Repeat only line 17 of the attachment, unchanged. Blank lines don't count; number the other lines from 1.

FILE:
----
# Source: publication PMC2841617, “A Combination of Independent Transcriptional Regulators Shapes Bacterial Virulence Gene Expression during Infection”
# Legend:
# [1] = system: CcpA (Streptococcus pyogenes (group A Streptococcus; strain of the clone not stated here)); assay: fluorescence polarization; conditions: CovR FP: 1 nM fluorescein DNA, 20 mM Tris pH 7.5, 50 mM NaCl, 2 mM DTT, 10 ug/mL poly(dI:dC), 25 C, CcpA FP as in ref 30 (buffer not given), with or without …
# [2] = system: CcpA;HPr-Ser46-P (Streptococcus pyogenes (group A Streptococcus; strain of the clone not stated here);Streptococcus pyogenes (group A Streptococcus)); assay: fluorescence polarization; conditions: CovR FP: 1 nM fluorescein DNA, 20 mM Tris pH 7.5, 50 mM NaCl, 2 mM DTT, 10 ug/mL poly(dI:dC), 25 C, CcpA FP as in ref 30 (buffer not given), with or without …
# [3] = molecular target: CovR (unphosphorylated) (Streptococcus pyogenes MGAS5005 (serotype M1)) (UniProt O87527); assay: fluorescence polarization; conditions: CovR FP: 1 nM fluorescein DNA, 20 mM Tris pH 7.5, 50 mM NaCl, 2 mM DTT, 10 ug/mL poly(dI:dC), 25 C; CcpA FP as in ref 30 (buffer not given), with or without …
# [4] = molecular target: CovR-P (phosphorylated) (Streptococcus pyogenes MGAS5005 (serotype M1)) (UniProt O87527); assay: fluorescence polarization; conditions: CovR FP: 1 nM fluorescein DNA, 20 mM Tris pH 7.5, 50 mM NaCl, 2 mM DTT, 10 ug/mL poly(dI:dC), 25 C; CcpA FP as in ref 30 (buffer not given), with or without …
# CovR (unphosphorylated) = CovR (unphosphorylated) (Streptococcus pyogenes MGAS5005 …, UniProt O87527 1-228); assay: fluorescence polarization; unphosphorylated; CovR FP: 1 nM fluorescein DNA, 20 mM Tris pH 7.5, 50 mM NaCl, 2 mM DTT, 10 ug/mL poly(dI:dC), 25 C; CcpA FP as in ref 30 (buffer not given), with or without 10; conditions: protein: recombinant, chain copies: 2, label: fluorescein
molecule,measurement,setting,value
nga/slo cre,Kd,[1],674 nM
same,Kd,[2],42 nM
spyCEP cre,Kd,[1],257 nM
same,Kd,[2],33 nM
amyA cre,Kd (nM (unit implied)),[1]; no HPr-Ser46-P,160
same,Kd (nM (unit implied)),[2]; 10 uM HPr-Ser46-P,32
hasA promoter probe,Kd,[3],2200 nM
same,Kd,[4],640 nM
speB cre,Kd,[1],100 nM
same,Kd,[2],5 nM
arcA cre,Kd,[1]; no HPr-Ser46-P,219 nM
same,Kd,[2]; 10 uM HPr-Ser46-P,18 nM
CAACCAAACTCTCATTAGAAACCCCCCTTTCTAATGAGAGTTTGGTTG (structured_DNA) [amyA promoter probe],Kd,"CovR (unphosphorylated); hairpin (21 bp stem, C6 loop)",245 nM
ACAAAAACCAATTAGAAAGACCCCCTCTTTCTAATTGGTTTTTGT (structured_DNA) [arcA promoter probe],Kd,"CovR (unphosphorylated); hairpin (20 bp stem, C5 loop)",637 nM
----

speB cre,Kd,[1],100 nM